When my child gets bored, she melts down.  She finds nothing productive to do with her downtime.  Sure, she gets creative, but only to think up innovative ways to torture her brothers or trigger massive family chaos and conflict.  She cannot tolerate boredom.  Welcome to the world of twice exceptionality.

In some ways, her brain works very fast and is very creative and needs a lot of stimulation to be satisfied.  In other words, she bores easily.  In other ways, she doesn’t yet have the executive functioning skills to be planful or focused or regulate emotions well or problem solve effectively when she’s just a tiny bit dysregulated.  So, she bores easily and can’t find ways to resolve it.  Hello meltdown.

Boredom is an emotion like any other emotion.  And, like any other emotion, it isn’t all good or all bad.  It can be unpleasant, but it also can be the trigger to amazing new creations.  The tricky part comes when we have children who cannot yet tolerate unpleasant emotions.  It’s hard to get to the helpful parts of an emotion if we can’t first tolerate it.

Yes, I think, in general, our kids need more boredom in their lives.  My sons get kicked outside with “nothing to do” amid grumbles and groans regularly.  They manage to find something and end up more engaged and with more regulated bodies and souls than before they were bored.  But, they have the skills to tolerate and regulate their unpleasant emotions.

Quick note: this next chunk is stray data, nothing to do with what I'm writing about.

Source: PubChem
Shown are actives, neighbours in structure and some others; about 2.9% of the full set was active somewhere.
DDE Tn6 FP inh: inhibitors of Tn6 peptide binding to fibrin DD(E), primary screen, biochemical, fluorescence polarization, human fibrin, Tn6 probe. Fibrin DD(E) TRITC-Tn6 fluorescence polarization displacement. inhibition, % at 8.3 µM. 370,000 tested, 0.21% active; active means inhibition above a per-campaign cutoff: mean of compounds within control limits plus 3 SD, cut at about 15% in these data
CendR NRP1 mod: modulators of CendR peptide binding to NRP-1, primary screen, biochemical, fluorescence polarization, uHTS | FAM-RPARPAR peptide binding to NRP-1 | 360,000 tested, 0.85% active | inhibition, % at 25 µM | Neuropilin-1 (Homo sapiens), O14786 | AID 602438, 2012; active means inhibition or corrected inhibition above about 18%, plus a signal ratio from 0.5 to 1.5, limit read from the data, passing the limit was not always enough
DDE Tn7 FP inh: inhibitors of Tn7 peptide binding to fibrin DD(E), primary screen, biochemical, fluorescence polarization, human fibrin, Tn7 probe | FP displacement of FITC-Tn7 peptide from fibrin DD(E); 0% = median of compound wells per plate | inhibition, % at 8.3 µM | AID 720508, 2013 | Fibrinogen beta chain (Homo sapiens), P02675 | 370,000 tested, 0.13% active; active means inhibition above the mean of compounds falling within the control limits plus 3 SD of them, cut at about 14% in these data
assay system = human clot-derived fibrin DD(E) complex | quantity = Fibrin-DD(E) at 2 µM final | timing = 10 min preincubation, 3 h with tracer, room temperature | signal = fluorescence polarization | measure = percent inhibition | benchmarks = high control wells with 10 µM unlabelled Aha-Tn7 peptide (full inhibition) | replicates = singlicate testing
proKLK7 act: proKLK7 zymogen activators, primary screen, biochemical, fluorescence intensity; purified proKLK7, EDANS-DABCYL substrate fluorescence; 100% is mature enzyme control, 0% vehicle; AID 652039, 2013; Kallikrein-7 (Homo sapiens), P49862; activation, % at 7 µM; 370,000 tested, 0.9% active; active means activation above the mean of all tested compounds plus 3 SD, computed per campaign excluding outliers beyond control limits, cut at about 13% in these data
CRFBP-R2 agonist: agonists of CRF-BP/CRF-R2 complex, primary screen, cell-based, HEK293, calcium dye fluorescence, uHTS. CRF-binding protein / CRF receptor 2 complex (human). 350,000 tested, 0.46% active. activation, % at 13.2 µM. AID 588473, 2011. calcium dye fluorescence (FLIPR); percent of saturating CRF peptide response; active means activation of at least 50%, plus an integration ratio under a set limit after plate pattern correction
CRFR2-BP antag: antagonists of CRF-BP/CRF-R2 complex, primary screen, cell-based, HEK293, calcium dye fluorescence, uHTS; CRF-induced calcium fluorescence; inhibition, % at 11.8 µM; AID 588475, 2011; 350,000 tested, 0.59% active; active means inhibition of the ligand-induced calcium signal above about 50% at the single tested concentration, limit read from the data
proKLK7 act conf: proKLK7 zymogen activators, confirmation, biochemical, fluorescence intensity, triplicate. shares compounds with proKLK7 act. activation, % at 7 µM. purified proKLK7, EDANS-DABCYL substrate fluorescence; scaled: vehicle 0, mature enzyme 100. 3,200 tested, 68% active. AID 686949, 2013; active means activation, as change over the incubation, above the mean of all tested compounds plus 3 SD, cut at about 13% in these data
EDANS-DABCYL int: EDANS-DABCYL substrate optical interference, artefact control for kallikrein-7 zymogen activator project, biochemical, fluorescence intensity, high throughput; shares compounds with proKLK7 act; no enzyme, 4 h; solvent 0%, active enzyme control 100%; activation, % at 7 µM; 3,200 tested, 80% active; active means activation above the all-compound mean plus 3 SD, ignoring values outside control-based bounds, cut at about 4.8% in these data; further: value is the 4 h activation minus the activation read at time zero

Our kids need more boredom in their lives, as they are ready.  We need to teach the emotion regulation skills that help them be prepared for boredom.  Our kids need distress tolerance skills built up, and we probably need to coach most of our 2e and gifted kids on what those distress tolerance skills look like.  They might need visual prompts or lists of boredom busters or baskets of stress tools that help them regulate when they are feeling icky.  We need to tiptoe into the boredom to give them small exposure to it so they can build up their tolerance.

Managing boredom is a learned skill, and sometimes we forget that our primary job is to be teaching our children how to function in this complex world.  They are not born with the skill to manage boredom.  Think about a bored infant.  What do they do?  They scream until somebody comes and entertains them.  Our asyncronistic, development atypical kids might still be screaming until somebody comes and teaches them how to entertain themselves.  I lucked out.  My sons were both able to teach themselves how to be self-entertained at an early age.  Cub could flip through books, crawl around, and play hide and seek with himself for hours when he was 6 months old.  But, it is unfair to expect that every child will be able to do the same.  It is unfair to became angry with my daughter when she cannot do the same things.

It is also unfair to set her up to fail by subjecting her to something before she has the requisite skills.  And so, unless I’m intentionally helping her tiptoe into it to develop her new skills, I will continue to refuse to let my daughter get bored.